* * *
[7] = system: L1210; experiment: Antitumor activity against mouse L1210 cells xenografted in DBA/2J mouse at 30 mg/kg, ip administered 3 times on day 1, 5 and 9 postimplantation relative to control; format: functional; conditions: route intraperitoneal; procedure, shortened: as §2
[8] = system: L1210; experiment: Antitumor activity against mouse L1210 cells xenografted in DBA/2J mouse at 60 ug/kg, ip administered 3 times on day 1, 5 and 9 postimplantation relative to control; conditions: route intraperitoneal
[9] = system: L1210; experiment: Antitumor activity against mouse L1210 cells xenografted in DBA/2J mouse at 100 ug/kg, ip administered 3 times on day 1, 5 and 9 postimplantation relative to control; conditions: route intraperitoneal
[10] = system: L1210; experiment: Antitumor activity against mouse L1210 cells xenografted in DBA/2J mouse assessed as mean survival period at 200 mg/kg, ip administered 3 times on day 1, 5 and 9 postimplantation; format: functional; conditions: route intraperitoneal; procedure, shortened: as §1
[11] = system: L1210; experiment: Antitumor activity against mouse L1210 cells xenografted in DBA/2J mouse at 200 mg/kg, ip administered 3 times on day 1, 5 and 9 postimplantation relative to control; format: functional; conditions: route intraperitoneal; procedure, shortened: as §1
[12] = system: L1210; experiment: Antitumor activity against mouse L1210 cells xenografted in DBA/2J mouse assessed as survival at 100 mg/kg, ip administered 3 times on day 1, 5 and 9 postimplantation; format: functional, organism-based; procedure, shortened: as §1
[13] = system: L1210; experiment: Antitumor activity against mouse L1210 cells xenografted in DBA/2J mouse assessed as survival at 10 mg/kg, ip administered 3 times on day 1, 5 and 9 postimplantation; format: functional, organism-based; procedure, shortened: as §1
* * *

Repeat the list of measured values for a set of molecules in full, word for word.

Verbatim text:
[7] = system: L1210; experiment: Antitumor activity against mouse L1210 cells xenografted in DBA/2J mouse at 30 mg/kg, ip administered 3 times on day 1, 5 and 9 postimplantation relative to control; format: functional; conditions: route intraperitoneal; procedure, shortened: as §2
[8] = system: L1210; experiment: Antitumor activity against mouse L1210 cells xenografted in DBA/2J mouse at 60 ug/kg, ip administered 3 times on day 1, 5 and 9 postimplantation relative to control; conditions: route intraperitoneal
[9] = system: L1210; experiment: Antitumor activity against mouse L1210 cells xenografted in DBA/2J mouse at 100 ug/kg, ip administered 3 times on day 1, 5 and 9 postimplantation relative to control; conditions: route intraperitoneal
[10] = system: L1210; experiment: Antitumor activity against mouse L1210 cells xenografted in DBA/2J mouse assessed as mean survival period at 200 mg/kg, ip administered 3 times on day 1, 5 and 9 postimplantation; format: functional; conditions: route intraperitoneal; procedure, shortened: as §1
[11] = system: L1210; experiment: Antitumor activity against mouse L1210 cells xenografted in DBA/2J mouse at 200 mg/kg, ip administered 3 times on day 1, 5 and 9 postimplantation relative to control; format: functional; conditions: route intraperitoneal; procedure, shortened: as §1
[12] = system: L1210; experiment: Antitumor activity against mouse L1210 cells xenografted in DBA/2J mouse assessed as survival at 100 mg/kg, ip administered 3 times on day 1, 5 and 9 postimplantation; format: functional, organism-based; procedure, shortened: as §1
[13] = system: L1210; experiment: Antitumor activity against mouse L1210 cells xenografted in DBA/2J mouse assessed as survival at 10 mg/kg, ip administered 3 times on day 1, 5 and 9 postimplantation; format: functional, organism-based; procedure, shortened: as §1